Eos is the Greek goddess of the dawn. She is apart of the second-generation of Titans, daughter of Hyperion and Theia and sister to Helios (the Sun) and Selene (the Moon). Her Roman counterpart is Aurora.
Eos rose up into the sky from the world-encircling river Oceanus at the start of each day, and with her rays of light dispersed the mists of night. She was sometimes depicted riding in a golden chariot drawn by winged horses, at other times she was shown borne aloft by her own pair of wings.
Eos had an unquenchable desire for handsome young men. Some say it was the result of a curse laid upon her by the goddess Aphrodite. Her lovers included Orion, Phaeton, Kephalos, and Tithonos, three of which she ravished away to distant lands.
The Trojan prince Tithonos became her official consort. When the goddess petitioned Zeus to make Tithonos immortal, she forgot to also request eternal youth and in time he shriveled up by old age and transformed into a grasshopper. By Tithonos, she was the mother of Memnon, an Aethiopian king who fought on the side of the Trojans in the Trojan War. When Memnon was slain by Achilles, Eos was said to have shed tears of dew.
Eos was closely identified with Hemera, the primordial goddess of day. In some myths, such as the tales of Orion and Kephalos, Eos stood virtually as a non-virginal substitute for Artemis.
The Curse of Eos
Aphrodite placed a curse upon Eos, because she had slept with Ares. This curse filled her heart with constant passion, causing her to fall in love with a train of mortals: Orion, Tithonos, Kephalos, and Kleitos.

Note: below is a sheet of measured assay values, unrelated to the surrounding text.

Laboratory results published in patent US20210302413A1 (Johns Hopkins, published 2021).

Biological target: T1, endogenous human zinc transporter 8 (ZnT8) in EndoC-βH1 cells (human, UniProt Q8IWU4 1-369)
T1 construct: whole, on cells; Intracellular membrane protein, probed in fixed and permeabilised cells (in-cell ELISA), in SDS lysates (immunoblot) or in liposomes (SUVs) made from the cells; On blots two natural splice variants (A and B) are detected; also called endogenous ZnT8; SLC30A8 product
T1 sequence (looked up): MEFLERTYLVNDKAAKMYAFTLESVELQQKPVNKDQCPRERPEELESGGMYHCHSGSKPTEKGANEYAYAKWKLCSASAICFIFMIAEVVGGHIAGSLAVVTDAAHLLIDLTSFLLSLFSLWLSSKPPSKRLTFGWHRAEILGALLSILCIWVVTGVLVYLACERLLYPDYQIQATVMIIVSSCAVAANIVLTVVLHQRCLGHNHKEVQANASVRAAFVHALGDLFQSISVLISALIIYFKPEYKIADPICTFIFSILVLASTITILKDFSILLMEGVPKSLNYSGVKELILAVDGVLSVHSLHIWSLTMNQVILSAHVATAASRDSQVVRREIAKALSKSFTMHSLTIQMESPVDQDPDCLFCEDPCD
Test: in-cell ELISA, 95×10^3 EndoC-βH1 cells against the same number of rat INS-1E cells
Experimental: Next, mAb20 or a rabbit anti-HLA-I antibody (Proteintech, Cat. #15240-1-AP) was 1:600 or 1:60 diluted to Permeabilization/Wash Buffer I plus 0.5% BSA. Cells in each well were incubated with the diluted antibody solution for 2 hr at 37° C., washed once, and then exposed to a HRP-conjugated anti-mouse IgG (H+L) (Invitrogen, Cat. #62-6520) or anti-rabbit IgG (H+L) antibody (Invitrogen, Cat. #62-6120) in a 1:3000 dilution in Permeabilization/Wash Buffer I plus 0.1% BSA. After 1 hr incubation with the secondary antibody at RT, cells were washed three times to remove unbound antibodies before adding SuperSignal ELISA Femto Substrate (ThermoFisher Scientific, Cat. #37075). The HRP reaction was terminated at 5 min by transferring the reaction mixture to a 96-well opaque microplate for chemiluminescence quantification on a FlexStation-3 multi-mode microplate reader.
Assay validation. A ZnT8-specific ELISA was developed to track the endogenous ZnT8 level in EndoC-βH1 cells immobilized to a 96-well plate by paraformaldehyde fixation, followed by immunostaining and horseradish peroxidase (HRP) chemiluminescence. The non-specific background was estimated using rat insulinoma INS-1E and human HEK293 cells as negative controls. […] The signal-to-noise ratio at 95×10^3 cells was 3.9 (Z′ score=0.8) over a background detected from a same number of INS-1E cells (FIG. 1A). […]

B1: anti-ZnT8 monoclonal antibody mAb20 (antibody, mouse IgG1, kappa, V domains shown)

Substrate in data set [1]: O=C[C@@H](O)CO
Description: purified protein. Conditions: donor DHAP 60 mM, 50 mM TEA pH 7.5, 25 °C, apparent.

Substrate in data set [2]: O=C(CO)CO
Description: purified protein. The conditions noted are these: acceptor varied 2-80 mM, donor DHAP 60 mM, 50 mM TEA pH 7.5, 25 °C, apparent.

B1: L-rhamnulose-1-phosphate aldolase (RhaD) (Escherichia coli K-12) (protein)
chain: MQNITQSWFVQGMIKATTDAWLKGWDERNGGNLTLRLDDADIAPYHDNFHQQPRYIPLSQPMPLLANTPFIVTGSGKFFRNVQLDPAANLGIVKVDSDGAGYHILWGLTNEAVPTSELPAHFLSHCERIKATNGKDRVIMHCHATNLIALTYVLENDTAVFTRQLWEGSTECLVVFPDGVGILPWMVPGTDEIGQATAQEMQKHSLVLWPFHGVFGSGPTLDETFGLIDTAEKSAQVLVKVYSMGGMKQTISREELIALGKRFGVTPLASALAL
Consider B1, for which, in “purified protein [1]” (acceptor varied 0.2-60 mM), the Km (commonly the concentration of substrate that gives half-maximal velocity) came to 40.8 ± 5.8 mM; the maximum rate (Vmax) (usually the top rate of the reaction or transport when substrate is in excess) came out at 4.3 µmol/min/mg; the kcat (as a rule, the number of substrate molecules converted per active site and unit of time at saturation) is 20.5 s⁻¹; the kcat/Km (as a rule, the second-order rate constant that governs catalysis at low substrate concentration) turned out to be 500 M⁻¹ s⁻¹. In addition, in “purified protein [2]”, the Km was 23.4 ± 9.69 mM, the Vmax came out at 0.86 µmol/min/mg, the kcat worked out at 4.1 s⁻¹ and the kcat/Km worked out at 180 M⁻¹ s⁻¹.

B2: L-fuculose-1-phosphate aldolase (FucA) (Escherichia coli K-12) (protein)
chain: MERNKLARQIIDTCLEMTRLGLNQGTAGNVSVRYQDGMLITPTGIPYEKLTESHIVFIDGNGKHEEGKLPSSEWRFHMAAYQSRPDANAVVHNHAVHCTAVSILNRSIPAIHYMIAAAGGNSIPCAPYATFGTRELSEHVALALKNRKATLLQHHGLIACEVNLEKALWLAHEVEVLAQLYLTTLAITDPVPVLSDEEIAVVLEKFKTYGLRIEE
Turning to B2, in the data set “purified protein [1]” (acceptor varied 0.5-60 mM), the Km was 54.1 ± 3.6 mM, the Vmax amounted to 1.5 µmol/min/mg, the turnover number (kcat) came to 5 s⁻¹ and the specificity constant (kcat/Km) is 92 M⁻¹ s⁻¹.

Eos is described by the poets as a beautiful maiden with rosy arms and fingers, and large wings, whose plumage is of an ever-changing hue; she bears a star on her forehead, and a torch in her hand. Wrapping round her the rich folds of her violet-tinged mantle, she leaves her couch before the break of day, and herself yokes her two horses, Lampetus and Phaethon, to her glorious chariot. She then hastens with active cheerfulness to open the gates of heaven, in order to herald the approach of her brother, the god of day, whilst the tender plants and flowers, revived by the morning dew, lift their heads to welcome her as she passes.
Although Eos does not formally appear, she is referred to by Percy Jackson when he calls five o'clock in the morning "an ungodly hour, unless you're the goddess of dawn".
In Percy Jackson's Greek Gods, Eos is described as a beautiful winged woman in a rose-colored gown, with "the reddest hands" Phaeton had ever seen.
Eos presumably possesses the standard powers of a Titan.
- Photokinesis: As the Titaness of the Dawn, Eos has divine authority and absolute control over light.
- Dew Manipulation: As Eos' tears were said to be the cause of dew, it is reasonable and logical to deduce that she has divine authority and absolute control over dew.
- Flight: Eos is able to fly through her wings.
- One of her sons, Eosphoros (Phosphorus), is sometimes equated with the fallen angel Lucifer, his name meaning "light-bearer".
- She is often equated with Hemera, the primordial goddess of day.
- According to some ancient texts, it was Artemis who was originally known as the goddess of dawn.
- Her Egyptian equivalent is Khepri.
- Her Norse equivalent is Delling.
- The Eos family is a prominent family of main belt asteroids, named after her.
- Unlike her siblings Helios and Selene, Eos is the only one not stated to have faded.
- The Aurora Borealis and Aurora Australis are named after her Roman counterpart, Aurora.
- She was said to open the gates of heaven for her brother Helios, so that he could pass with the Sun Chariot. As her brother was faded, it is possible that she currently open the gates for Apollo.